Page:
2014 was a rather down year for rap albums. Hip-hop album sales were down overall and Iggy Azalea was somehow considered the year’s breakout act by those in the mainstream. Her nomination for Rap Album of the Year proved, once again, how much the Grammy Awards are out of touch when it comes to hip-hop.
However, there were several solid rap projects that showed promise and moved the culture forward. In an age where albums are easily accessible through illegal downloads, some music is actually worth your hard earned money.
Here is a list of the top 10 rap albums of 2014 .
10. Lecrae Anomaly
Lecrae makes great rap that happens to have a religious message. His latest album, Anomaly, speaks to the importance of spirituality without being too preachy. He raps about his brush with street life on “Nuthin,” “Welcome to America,” is an honest piece that proves that the greatest nation in the world continues to have conflict with how to treat its own citizens at times, and he reveals how he deals with the ups and downs on “Good, Bad, Ugly.”
9. Mick Jenkins The Water[s]
Chicago artist Mick Jenkins reminded listeners on why water is the most essential natural resource on Earth. He uses the theme to describe personal and societal issues. Standout cuts include “Comfortable,” “Jazz,” and “Healer.”
8. CyHi The Prynce Black Hystori Project
The Black Hystori Project allowed CyHi to prove his worth as a G.O.O.D. Music artist. He displayed a knack for superior lyricism on songs such as “Mandela,” “Huey,” and “Be Great.” CyHi continues to work hard to establish himself in hip-hop, but his latest project was a testament to what he has to offer.
7. Common Nobody Smiling
Common provided a personal account of the overwhelming violence that is faced by Chicago youth. The veteran emcee continued to display a knack for lyricism and storytelling on “Kingdom,” “Nobody’s Smiling” and “Rewind That.”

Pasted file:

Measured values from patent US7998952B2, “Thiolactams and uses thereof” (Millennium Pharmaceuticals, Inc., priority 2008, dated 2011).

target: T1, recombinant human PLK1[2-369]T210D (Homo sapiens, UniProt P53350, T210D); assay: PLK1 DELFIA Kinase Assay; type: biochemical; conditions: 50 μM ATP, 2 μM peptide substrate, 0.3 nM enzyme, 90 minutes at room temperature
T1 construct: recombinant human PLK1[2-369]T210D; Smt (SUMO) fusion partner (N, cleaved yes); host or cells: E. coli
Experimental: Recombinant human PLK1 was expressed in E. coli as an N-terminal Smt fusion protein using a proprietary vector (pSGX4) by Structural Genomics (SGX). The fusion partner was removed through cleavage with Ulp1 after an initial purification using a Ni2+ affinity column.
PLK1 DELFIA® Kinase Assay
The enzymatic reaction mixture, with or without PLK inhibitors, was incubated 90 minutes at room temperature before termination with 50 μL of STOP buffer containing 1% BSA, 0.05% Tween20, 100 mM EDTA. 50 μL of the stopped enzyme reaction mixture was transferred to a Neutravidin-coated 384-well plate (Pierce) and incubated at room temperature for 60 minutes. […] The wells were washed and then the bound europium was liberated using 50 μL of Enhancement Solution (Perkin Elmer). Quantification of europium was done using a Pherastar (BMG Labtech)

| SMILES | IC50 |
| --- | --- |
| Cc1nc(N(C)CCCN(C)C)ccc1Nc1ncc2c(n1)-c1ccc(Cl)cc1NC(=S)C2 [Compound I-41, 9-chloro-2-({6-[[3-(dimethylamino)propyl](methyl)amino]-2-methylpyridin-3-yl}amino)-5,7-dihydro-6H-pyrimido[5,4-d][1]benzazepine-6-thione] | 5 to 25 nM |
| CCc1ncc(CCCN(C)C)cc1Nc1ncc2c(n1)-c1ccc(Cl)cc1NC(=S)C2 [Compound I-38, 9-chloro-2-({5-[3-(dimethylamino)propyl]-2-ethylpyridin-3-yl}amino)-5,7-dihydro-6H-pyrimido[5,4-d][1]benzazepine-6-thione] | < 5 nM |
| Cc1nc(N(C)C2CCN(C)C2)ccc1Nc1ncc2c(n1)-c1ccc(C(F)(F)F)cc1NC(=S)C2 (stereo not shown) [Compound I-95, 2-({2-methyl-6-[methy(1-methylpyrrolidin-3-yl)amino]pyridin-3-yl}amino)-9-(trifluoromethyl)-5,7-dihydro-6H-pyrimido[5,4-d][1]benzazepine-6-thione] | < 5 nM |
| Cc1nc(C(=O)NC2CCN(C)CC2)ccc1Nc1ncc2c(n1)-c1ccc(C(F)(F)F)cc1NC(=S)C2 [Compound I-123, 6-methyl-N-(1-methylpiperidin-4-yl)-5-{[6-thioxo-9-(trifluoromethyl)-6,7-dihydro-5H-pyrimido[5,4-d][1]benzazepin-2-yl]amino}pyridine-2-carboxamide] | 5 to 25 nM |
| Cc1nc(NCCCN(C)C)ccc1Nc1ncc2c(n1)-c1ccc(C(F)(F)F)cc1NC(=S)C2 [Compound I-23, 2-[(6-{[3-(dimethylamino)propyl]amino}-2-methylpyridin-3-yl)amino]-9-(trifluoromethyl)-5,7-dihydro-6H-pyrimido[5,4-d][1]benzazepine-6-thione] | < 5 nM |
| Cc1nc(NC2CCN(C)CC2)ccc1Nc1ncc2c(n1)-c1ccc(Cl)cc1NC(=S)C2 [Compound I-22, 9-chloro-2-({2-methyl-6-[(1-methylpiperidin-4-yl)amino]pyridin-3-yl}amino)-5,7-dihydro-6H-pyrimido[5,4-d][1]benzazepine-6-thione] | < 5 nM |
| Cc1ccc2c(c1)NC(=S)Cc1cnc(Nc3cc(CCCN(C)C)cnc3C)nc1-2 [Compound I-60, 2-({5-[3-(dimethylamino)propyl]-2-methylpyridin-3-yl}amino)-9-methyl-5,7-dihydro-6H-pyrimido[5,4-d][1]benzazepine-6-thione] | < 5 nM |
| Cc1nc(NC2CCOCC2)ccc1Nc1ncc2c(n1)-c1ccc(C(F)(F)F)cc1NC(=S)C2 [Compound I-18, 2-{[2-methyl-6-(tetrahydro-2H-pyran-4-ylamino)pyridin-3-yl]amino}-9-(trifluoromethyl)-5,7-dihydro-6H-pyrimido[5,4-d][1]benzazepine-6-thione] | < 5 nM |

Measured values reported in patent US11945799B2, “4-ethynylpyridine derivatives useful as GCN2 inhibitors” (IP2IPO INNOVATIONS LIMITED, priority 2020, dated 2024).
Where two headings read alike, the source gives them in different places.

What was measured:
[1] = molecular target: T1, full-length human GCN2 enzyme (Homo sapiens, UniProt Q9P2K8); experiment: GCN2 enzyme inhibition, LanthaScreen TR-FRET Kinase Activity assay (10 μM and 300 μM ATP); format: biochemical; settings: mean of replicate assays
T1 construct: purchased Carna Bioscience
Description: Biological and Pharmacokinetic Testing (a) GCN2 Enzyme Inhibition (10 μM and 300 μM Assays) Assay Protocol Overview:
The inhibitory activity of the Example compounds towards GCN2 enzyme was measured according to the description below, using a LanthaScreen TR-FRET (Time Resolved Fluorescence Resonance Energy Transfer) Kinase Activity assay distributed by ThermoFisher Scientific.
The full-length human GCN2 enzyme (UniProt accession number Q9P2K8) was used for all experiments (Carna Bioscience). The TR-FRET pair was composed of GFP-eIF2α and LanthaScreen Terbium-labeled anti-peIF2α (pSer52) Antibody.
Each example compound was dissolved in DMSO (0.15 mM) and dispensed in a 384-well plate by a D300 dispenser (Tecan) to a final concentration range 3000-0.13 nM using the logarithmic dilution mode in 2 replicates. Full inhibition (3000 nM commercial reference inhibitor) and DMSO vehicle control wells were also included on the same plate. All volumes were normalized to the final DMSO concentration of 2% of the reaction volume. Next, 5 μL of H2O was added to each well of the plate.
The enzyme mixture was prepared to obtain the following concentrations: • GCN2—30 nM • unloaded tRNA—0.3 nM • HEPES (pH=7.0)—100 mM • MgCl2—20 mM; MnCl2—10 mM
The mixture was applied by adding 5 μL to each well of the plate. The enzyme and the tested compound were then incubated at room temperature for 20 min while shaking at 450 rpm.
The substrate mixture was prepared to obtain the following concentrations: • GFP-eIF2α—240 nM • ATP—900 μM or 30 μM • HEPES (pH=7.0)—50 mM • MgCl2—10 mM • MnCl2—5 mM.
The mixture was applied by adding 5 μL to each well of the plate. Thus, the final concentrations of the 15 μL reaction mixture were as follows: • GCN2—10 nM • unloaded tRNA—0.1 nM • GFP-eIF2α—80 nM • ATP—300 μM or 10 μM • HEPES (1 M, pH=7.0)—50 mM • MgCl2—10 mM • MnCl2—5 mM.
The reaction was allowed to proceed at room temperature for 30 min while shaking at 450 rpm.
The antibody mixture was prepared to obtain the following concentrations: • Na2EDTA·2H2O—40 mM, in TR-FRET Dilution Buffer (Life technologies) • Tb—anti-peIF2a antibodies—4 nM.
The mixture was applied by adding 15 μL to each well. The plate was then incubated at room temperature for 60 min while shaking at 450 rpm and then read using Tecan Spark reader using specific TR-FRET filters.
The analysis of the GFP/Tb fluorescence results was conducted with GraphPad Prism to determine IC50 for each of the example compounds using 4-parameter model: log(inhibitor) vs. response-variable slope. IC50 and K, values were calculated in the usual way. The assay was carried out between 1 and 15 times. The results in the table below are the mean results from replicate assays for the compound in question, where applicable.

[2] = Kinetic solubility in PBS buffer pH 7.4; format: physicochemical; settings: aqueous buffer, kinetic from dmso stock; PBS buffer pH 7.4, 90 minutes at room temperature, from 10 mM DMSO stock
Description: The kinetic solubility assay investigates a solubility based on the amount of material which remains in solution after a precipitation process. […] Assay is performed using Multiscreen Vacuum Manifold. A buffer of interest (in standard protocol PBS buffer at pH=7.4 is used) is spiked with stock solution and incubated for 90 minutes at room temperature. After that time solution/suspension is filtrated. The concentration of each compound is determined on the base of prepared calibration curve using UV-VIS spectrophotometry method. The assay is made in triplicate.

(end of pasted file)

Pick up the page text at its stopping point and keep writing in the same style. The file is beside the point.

6. Schoolboy Q Oxymoron
Schoolboy Q had the strenuous task of being the first TDE artist to follow Kendrick Lamar’s classic, Good Kid, M.A.A.D. City. But while Schoolboy’s Oxymoron never reached the standard of GKMC, it was still a solid project that shed light on his youth in South Central L.A.
5. Isaiah Rashad Cilvia Demo
Isaiah Rashad was another major signing for TDE. The Tennessee native’s first project, Cilvia Demo, was an ode to thought provoking lyricism and story telling. He shined on songs such as “Webbie Flow,” “West Savannah,” and “Soliloquy.”
4. J. Cole 2014 Forest Hill Drive
J. Cole took listeners on a journey through his childhood and rise in hip-hop with 2014 Forest Hill Drive. He tells his story with great detail on “03′ Adolescence,” “A Tale of 2 Citiez,” and “Hello.”
3. Big K.R.I.T. Cadlillactica
Big K.R.I.T. released a dose of southern culture on his sophomore album, Cadillactica. He battles through personal issues on “Saturdays=Celebration”; he battles the industry on “King of the South”; and he battles society on “Lost Generation.”
2. Y.G. My Krazy Life
Y.G. released a Grammy-worthy album with My Krazy Life. His gift for storytelling and DJ Mustard’s production made it an engaging album from beginning to end. The concept album is a darker version of Kendrick Lamar’s GKMC. The album exceeded expectations and solidified the return of West Coast hip-hop.
1. Run the Jewels RTJ2
Killer Mike and El-P came closest to releasing a hip-hop classic in 2014. RTJ 2 was a sonic masterpiece that continued to grow with momentum with each song. Killer Mike’s aggression and El-P’s superb production was a reminder of how captivating hip-hop can be when done right.